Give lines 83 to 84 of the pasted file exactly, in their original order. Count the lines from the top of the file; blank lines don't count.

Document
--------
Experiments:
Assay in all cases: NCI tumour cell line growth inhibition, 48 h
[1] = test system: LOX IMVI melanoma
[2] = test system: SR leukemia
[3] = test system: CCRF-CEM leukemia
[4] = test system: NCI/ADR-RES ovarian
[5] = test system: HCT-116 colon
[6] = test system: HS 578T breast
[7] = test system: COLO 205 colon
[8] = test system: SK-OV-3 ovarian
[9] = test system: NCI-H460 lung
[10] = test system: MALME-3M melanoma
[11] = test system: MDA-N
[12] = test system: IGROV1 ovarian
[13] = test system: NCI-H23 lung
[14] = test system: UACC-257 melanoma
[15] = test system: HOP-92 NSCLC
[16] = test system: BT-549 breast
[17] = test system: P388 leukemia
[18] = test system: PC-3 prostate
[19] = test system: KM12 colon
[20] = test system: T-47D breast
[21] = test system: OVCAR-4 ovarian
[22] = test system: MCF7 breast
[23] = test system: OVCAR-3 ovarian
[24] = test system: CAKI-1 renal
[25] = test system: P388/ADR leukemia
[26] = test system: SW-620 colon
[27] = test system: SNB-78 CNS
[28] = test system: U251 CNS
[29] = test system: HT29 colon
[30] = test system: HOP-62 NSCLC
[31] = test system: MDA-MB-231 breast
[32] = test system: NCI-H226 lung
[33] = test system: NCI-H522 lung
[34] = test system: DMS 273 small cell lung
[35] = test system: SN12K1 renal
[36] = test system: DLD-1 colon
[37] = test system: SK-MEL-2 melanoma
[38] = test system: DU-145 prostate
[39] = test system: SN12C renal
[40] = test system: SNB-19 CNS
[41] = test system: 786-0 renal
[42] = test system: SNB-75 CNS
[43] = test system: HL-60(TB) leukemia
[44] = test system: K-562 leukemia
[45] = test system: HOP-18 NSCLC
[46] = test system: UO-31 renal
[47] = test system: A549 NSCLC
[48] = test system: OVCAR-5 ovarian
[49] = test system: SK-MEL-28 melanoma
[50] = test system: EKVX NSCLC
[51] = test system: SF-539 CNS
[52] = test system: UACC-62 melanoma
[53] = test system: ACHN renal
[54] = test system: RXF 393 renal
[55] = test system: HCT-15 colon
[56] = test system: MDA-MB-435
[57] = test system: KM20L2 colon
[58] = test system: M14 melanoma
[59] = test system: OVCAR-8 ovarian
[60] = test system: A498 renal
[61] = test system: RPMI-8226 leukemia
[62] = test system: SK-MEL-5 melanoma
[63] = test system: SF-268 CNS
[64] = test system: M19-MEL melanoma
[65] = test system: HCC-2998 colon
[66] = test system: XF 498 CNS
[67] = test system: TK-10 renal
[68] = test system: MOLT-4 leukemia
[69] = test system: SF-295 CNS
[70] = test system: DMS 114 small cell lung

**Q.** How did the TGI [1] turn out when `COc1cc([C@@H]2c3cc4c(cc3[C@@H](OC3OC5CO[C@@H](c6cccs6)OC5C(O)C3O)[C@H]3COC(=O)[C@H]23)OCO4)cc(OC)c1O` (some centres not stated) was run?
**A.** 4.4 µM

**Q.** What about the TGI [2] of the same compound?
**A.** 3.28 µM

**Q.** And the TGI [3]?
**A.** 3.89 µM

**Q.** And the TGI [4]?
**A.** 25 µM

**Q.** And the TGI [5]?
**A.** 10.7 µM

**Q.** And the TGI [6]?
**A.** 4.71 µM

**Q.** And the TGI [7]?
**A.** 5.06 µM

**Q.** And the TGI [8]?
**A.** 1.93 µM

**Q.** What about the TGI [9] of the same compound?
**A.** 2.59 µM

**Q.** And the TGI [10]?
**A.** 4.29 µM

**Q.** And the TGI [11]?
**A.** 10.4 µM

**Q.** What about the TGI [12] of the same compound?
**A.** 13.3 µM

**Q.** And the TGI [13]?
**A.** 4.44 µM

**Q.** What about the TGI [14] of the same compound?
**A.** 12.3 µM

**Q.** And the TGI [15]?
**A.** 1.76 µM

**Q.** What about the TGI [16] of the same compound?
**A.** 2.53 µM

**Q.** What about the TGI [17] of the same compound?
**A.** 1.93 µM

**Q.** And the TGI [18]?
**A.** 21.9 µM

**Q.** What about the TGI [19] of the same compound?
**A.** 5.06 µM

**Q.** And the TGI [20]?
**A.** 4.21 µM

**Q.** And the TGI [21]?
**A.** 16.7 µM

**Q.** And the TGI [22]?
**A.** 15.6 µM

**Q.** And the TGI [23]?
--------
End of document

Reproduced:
**Q.** And the TGI [6]?
**A.** 4.71 µM